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date: 21 May 2022

New Woman. 

The Oxford Companion to Women's Writing in the United States
Lois RudnickLois Rudnick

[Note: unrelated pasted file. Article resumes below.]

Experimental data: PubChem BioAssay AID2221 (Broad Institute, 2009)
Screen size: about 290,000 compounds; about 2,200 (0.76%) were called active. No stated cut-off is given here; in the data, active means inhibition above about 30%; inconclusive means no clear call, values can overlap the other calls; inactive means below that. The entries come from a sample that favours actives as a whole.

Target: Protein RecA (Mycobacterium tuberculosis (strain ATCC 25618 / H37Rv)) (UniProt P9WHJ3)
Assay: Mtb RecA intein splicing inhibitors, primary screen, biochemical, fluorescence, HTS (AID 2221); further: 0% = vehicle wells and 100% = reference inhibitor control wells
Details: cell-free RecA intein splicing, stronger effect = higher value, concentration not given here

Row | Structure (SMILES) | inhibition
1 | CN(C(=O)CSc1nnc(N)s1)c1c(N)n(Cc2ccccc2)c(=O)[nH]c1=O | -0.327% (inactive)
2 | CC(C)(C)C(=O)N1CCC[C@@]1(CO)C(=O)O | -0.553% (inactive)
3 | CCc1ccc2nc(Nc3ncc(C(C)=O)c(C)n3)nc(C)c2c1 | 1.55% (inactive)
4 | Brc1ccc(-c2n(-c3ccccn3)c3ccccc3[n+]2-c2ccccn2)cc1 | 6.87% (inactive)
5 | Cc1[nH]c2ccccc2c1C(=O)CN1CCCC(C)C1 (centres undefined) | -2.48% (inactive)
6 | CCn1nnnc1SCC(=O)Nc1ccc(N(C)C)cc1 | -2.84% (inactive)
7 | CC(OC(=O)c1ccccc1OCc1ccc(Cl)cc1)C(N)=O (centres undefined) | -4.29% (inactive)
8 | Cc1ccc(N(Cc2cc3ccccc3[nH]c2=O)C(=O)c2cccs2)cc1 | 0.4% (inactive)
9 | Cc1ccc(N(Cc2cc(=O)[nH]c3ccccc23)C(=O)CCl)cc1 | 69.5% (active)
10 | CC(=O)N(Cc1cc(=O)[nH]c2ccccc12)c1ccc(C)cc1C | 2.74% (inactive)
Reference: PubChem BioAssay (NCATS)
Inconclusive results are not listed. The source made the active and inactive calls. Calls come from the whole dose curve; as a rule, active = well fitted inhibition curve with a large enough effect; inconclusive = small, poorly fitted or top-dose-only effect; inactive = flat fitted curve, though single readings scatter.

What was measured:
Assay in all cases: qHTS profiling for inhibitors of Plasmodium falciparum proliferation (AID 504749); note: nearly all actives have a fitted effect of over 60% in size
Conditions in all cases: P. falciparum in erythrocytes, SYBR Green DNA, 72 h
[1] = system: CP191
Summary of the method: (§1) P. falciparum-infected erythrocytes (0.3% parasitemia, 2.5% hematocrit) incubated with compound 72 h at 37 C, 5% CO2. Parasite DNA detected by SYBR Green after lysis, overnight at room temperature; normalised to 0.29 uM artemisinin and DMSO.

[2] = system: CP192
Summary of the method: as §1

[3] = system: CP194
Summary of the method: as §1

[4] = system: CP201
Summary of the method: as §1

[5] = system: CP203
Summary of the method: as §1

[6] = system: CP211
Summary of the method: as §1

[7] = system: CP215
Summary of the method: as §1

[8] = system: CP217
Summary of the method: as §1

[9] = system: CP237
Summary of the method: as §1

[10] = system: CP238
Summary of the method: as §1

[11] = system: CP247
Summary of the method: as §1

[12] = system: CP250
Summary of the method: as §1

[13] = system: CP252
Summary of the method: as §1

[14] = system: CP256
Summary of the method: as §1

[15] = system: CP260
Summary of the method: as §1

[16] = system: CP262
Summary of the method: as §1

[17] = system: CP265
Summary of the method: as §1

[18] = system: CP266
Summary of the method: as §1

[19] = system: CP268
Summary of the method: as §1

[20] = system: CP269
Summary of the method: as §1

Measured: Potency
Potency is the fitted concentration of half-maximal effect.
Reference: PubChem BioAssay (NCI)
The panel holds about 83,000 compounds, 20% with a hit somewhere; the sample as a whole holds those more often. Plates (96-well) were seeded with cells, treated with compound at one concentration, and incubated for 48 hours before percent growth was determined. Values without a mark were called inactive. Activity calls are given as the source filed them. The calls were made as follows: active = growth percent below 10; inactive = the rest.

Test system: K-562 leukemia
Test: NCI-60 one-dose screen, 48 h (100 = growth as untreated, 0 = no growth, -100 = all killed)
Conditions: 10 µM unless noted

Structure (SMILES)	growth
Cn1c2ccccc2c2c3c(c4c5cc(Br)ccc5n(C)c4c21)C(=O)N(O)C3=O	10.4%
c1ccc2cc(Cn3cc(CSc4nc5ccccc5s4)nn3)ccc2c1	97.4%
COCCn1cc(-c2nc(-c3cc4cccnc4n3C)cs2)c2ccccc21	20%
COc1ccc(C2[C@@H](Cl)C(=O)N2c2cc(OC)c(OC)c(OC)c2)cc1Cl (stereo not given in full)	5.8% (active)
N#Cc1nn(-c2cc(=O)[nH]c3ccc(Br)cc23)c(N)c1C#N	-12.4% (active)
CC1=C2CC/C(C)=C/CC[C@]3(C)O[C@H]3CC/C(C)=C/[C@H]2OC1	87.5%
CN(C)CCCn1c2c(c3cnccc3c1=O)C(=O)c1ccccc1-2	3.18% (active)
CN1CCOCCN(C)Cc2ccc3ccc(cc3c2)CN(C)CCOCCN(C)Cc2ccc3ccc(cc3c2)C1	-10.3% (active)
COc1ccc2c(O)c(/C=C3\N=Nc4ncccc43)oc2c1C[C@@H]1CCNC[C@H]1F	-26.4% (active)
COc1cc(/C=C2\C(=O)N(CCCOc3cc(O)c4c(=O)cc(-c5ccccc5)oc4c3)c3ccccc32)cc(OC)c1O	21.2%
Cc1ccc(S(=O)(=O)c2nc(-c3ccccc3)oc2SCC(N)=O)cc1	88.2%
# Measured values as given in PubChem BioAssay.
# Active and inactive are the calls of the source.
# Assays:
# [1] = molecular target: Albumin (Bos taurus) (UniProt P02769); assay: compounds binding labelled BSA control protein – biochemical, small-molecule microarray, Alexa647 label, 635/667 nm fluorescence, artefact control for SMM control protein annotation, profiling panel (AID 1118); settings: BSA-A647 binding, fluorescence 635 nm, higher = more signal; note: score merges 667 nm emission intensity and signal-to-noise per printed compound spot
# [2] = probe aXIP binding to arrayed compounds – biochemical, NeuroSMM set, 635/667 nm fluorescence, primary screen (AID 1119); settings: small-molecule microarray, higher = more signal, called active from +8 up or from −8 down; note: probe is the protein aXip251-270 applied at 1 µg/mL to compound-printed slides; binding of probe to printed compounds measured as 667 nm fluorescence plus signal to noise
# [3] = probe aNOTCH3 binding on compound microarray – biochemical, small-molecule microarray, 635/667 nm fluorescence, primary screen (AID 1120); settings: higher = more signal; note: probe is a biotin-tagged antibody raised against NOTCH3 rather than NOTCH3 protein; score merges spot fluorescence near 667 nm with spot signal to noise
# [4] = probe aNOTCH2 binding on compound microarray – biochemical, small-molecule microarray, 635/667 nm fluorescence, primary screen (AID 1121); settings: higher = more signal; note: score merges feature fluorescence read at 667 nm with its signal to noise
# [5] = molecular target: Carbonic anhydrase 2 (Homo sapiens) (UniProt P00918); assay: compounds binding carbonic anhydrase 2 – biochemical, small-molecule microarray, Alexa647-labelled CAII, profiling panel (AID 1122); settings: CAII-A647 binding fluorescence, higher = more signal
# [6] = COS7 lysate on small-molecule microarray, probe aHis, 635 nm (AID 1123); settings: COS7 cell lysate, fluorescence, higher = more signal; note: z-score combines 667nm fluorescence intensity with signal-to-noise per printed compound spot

The New Woman (1890–1920), as defined by the mainstream media, was a revolutionary social ideal at the turn of the century that defined women as independent, physically adept, and mentally acute, and able to work, study, and socialize on a par with men. The popular image of the New Woman was related to a new consumer and leisure ethic, to health and dress reforms, to rising pressure from woman's suffrage, to gains that women had made in their access to higher education, and to expanding service and public sector occupations. Women writers of the era produced challenging works of fiction and drama about women's lives that explored the new social and psychological possibilities—and their limitations—including the often-inhibiting realities for many women of race and class biases. The literary images of the New Woman encompass women trapped by social conventions, their lives devastated by lack of choice; women who challenge the racial and political orthodoxies of the day; and women who reimagine history and ... ...

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